He says population growth and rental yield will be the key driver over the next couple of years and the fact that there aren’t tax breaks in the Budget for the first time in eight years shows the government is trying to follow a disciplined factor.
“The Reserve Bank will see there’s no stimulus factor,” he says.
“The Reserve Bank will be squarely focused on inflation now. The property sector has a period of consolidation and in terms of inflation, the Reserve Bank has said they’re willing to focus on the longer term.
“In the short term the property market has lost a lot of momentum and the Reserve Bank has pointed out that growth for the March quarter has gone backwards.”
However, Terry Ryder from hotspotting.com.au says the Reserve Bank has made it clear in the past that it’s happy with where interest rates are sitting and investors shouldn’t be too concerned about the daily “interest rate spin”.
“Whether interest rates will rise or not should be irrelevant to an investor,” he says.
“If you’re looking to invest or buying an investment, it means the mortgage you take on is normally a 25 or 30-year commitment. In the three decades interest rates will rise and fall. What’s going to happen with interest rates is irrelevant and if you’re worried about interest rates you’re approaching investing in the wrong way. You need a long-term view.”
Sydney’s west may have recently enjoyed a mini property boom, but Urban Taskforce chief executive Aaron Gadiel says the decision to wipe $150 million in funding for the F3 to M2 project is “very disappointing”, particularly after the Labor Government promised to progress the motorway project in its 2007 election commitment.
“This effectively puts this major motorway project on ice,” he says.
“This link would have replaced Pennant Hills Road – a part of the national highway network that wasn’t upgraded when the M7 was completed.”
However, the Pacific Highway will be duplicated at a cost of $1 billion. The Tourism and Transport Forum welcomes the announcement and says it will “better align” urban planning and infrastructure.
An estimated $6.6 billion will be spent rebuilding Queensland too (most of which will come through the flood levy).
Over $4.7 billion will be spent on helping business and communities in flood-affected areas across Queensland, more than $950 million will help individuals and businesses affected by Cyclone Yasi and $500 million will help recovery in Victoria. This is obviously good news for these areas, which desperately need confidence injected back into them.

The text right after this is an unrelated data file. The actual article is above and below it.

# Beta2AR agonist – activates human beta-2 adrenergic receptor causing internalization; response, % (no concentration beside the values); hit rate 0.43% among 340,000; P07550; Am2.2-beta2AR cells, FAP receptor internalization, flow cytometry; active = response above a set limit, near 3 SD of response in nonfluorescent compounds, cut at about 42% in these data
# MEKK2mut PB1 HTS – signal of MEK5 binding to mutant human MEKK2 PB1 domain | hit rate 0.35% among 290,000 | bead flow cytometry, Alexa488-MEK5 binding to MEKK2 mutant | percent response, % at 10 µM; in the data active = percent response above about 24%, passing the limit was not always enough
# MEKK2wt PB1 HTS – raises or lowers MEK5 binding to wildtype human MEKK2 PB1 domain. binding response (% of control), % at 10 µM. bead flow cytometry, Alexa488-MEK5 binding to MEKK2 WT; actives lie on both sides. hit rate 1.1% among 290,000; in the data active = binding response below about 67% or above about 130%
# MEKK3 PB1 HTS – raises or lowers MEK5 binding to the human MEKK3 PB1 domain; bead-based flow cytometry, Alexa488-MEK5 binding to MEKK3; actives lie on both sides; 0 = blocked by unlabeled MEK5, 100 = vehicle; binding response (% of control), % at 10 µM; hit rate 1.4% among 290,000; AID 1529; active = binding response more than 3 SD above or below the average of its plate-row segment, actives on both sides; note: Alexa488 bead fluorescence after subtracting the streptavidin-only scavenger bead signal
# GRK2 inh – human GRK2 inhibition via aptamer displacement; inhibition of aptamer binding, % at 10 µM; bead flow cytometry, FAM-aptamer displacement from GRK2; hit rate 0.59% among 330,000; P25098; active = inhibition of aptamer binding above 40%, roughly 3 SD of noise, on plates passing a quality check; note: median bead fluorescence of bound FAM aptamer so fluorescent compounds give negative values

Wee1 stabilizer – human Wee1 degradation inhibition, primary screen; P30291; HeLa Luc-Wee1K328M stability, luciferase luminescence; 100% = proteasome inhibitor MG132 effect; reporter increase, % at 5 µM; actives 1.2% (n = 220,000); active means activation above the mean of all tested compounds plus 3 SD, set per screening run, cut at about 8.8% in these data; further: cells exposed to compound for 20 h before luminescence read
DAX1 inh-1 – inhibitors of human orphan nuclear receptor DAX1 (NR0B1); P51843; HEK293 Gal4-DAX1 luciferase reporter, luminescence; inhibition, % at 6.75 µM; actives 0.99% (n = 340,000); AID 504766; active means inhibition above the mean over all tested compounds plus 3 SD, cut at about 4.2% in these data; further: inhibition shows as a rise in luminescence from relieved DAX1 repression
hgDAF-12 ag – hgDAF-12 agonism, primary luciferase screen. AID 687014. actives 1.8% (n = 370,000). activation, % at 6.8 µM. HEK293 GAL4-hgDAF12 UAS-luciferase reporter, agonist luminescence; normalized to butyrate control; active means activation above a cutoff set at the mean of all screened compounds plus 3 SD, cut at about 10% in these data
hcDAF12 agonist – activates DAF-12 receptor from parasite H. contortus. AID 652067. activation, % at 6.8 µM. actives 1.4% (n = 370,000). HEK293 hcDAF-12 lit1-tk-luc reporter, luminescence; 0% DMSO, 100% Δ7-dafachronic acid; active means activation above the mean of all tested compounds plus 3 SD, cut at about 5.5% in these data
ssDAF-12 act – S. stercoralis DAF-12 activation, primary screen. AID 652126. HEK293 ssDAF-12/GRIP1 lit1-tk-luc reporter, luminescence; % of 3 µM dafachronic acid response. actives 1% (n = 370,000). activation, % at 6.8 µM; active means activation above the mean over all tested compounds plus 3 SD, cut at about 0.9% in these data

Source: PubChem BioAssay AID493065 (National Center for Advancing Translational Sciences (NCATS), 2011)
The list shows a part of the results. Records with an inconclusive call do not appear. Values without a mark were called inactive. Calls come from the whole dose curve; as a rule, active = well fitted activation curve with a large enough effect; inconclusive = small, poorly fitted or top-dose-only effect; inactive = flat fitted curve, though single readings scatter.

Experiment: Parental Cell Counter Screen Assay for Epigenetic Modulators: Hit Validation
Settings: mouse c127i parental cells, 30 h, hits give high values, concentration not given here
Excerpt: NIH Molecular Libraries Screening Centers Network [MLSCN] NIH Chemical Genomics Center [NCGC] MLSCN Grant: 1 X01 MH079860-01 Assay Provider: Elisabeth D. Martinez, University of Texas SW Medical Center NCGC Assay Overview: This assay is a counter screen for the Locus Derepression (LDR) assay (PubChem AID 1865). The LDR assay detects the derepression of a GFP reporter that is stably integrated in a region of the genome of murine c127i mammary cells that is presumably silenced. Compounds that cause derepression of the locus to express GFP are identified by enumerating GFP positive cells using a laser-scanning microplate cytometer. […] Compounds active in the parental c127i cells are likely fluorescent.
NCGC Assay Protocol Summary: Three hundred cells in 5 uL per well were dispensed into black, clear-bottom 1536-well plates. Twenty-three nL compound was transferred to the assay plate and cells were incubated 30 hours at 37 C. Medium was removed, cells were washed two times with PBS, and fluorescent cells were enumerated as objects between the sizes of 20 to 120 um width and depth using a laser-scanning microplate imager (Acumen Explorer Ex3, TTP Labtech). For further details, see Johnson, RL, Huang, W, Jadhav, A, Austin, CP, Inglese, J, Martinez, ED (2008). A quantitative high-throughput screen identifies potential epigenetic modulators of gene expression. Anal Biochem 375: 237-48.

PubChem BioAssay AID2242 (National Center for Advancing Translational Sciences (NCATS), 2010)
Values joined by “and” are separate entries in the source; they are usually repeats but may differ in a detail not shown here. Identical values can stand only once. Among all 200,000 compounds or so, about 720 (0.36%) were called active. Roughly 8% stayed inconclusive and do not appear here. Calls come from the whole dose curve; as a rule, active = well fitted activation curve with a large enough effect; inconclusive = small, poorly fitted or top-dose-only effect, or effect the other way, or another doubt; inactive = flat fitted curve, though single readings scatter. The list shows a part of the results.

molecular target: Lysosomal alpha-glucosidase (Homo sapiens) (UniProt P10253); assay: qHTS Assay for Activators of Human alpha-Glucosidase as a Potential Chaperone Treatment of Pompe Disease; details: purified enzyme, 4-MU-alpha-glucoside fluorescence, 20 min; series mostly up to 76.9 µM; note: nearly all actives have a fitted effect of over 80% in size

For investors in regional Australia, there’s some spending planned on infrastructure. The government has committed to:
•complete the remaining section of the Townsville Ring Road (up to $160 million)
•upgrade the intersection between the Bruce and Capricorn Highways (up to $40 million)
•Build the Gladstone Port Access Road (up to $50 million)
•Construct a new interchange along the Warrego Highway to Blacksoils (up to $54 million)
•Upgrade the Peak Downs Highway (up to $120 million)
•Upgrade the road network around Perth airport (up to $480 million)
Some investment will also go into capital cities. The Lord Mayors of Australia’s capital cities welcomed $180 million in Australia’s cities for more productive and sustainable cities, including $20 million for urban renewal projects and public spaces, $61 million to reduce congestion through smarter roads and motorway infrastructure and $100 million to support employment centres.
Gadiel says the promise of a $36 million ‘top-down’ strategic review of infrastructure would also help sharpen the Federal Government’s accountability for its funding decisions.
“This move gives Infrastructure Australia the resources and mandate it needs to take the lead on identifying projects for federal funding,” Gadiel says.
“This will remove the Commonwealth’s ability to blame state governments for poor quality funding submissions.”
Gadiel adds the $100 million four-year initiative to fund employment hubs in suburban areas is a practical measure to reduce congestion in our big cities.
“Instead of banning or stopping urban expansion, they’re now talking about pro-actively supporting employment growth.”
A $20 million scheme to fund urban renewal projects is welcome, says Gadiel, but the funding is modest.
“This Commonwealth should be neck-deep in its support for urban renewal initiatives, but this program is really just a toe in the water.”